21 May 2021, The Tablet

Pope Francis plans synodal shake-up

Pope Francis plans synodal shake-up

Pope Francis has long wanted to empower the laity.
Stephen Bisgrove/Alamy

The next synod of bishops gathering in Rome has been postponed until 2023 so that an unprecedented consultation of Catholics can take place in advance. 

Pope Francis had originally planned a synod on the theme of synodality for October 2022, but in a radical shakeup, Rome is asking every diocese across the world to begin the first phase of the process on 17 October this year. 

Each local church will be sent details for a consultation and listening process that must last until April 2022 when a diocese will be required to submit proposals to their bishops’ conference. It is not clear yet what the consultation will focus on but the theme of the synod is: “For a synodal Church: communion, participation and mission.”

Bishops will then meet to “listen to what the Spirit has inspired in the churches entrusted to them” and is to be followed by a “continental phase” of discernment.

From September 2022 until March 2023 bishops from various regions will meet and draft a document to be sent to the synod office in Rome. The final phase of the synod will take place in the Vatican in October of that year. 

Throughout his pontificate, Pope Francis has repeatedly called for a synodal church, one where bishops, priests and people “walk together” in a common mission. In a landmark 2015 speech, Francis stressed that synodality is what “God expects of the Church in the third millennium” and has called for the greater involvement of lay people in decision making.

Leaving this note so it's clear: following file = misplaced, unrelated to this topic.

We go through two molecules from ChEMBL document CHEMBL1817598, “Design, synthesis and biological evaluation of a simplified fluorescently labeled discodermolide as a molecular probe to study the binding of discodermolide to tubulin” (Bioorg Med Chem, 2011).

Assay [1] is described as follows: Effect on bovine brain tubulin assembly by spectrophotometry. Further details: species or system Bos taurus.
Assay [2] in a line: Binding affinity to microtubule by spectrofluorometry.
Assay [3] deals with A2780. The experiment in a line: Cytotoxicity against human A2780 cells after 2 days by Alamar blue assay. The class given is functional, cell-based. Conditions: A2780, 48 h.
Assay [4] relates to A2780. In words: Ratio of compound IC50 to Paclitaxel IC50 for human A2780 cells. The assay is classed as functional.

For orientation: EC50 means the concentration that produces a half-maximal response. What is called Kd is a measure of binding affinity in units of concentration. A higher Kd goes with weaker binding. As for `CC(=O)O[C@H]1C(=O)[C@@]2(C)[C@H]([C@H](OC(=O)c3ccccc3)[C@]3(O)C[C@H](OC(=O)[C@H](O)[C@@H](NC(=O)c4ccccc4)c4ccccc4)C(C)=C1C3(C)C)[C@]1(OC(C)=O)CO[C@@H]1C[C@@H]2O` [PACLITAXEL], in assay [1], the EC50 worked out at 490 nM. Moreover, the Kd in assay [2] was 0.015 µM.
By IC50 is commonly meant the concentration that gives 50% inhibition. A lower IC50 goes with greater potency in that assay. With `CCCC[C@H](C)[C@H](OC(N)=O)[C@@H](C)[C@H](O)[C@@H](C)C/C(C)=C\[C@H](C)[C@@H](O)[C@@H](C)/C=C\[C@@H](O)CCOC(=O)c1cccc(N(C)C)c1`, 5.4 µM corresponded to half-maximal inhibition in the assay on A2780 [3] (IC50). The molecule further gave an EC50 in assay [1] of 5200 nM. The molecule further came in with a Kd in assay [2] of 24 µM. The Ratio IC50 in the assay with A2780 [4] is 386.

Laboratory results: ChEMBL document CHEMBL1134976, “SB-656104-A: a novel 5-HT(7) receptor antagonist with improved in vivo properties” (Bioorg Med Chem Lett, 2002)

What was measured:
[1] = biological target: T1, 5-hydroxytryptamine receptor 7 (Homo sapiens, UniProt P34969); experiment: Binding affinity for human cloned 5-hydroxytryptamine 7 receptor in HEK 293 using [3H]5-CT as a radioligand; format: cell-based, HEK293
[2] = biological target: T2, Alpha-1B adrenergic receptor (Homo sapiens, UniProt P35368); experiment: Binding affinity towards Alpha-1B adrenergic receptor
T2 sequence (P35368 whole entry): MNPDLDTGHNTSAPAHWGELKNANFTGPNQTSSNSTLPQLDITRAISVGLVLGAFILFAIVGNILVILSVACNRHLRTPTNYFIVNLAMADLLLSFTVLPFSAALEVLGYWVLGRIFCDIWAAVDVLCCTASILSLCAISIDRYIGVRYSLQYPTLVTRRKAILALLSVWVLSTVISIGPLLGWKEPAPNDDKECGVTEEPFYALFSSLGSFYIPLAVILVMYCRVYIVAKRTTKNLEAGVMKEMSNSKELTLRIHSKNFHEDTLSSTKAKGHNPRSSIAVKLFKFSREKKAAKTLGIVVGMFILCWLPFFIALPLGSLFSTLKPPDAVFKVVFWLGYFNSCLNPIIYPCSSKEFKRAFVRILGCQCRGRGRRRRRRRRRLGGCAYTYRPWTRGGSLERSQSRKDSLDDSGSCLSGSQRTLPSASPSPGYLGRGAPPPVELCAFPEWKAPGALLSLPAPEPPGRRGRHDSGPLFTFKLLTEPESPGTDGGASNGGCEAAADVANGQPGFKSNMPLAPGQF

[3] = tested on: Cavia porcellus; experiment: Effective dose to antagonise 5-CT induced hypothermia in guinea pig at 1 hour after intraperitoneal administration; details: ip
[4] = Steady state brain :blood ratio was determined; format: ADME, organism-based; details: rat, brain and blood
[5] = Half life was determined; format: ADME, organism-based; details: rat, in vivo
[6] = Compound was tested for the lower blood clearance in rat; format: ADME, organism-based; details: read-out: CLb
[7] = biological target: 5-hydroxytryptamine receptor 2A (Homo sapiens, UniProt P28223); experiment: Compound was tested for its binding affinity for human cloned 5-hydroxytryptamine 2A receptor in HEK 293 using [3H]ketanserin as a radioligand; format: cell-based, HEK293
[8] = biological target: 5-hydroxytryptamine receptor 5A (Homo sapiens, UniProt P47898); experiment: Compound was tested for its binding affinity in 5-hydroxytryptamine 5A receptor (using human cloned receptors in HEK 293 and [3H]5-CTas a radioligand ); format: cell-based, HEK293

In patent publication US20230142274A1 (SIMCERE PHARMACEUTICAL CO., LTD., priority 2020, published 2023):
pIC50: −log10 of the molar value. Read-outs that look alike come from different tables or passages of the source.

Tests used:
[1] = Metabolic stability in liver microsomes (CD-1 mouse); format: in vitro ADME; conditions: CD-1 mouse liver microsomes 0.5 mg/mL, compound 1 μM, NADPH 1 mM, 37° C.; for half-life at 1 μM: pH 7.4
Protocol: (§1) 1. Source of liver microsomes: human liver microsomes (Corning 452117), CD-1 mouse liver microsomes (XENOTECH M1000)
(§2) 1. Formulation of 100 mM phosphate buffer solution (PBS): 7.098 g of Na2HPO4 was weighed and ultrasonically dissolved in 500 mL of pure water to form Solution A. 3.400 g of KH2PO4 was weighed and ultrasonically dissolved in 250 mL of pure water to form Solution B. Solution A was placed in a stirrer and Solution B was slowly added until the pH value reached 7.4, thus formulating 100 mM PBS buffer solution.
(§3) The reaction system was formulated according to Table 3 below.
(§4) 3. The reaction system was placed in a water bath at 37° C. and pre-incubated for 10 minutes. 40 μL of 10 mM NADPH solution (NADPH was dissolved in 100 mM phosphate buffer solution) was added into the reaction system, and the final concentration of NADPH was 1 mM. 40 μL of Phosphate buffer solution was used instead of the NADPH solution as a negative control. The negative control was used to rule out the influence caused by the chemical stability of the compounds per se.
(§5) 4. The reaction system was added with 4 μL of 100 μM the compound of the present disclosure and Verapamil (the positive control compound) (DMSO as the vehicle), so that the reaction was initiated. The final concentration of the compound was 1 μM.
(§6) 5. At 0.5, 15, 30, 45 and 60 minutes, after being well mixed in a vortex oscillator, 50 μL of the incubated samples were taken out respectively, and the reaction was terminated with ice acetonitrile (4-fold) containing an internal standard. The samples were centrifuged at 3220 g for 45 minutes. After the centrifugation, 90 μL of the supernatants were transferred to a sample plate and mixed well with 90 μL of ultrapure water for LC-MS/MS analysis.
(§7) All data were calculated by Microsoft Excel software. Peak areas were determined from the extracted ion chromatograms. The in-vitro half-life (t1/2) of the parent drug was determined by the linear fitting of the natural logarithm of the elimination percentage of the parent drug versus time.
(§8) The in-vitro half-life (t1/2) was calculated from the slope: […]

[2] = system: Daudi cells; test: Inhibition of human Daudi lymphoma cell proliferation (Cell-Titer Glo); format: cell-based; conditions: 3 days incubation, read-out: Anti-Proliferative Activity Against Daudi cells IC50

In an interview with Vatican News, Cardinal Mario Grech, who leads the synod secretariat in Rome, said the decision to postpone the Rome gathering was because the “time was ripe for a wider participation of the People of God in a decision-making process that affects the whole Church and everyone in the Church”.

Pointing out that the Second Vatican Council taught that “the People of God participate in the prophetic office of Christ”, it is imperative  to listen to the People of God, and this means going out to the local churches, he said.

While synodality is rooted in early Christianity and part of the first 1,000 years of the Catholic Church, Cardinal Grech said it had weakened during the second millennium. The synod of bishops structure was established by Pope Paul VI in 1965, at the end of Vatican II, as a way to assist the Pope in his governance of the Church. 

Francis has used the synod as the primary vehicle for implementing his pastoral agenda and renewal of the Church, and has strengthened the importance of the synods. The Pope, however, wants this renewal to come from below, and has said his model of a synodal church is that of an “inverted pyramid” where “those who exercise authority are called ‘ministers’, because, in the original meaning of the word, they are the least of all”. His synods on the family (2014 & 2015), youth (2018) and the Amazon (2019) all included consultations of ordinary Catholics as part of the process. 

Meanwhile, churches across the world have announced or begun synodal processes including in Australia, Germany, Italy and Ireland while bishops in Latin America are embarking on a continent-wide process.

Both Cardinal Grech and the new rules for the synod reference church teaching on the sensus fidei,“the sense of the faith” of believers, and the idea “that the Church as a whole is infallible in her belief”. 

The cardinal said that unity in the Church is not just achieved by “strengthening the authority of pastors” but requires “circularity, reciprocity, journeying together with respect to the various functions of the People of God”.

He added: “God willing, one of the fruits of the Synod is that we might all understand that a decision-making process in the Church always begins with listening, because only in this way can we understand how and where the Spirit wants to lead the Church.”



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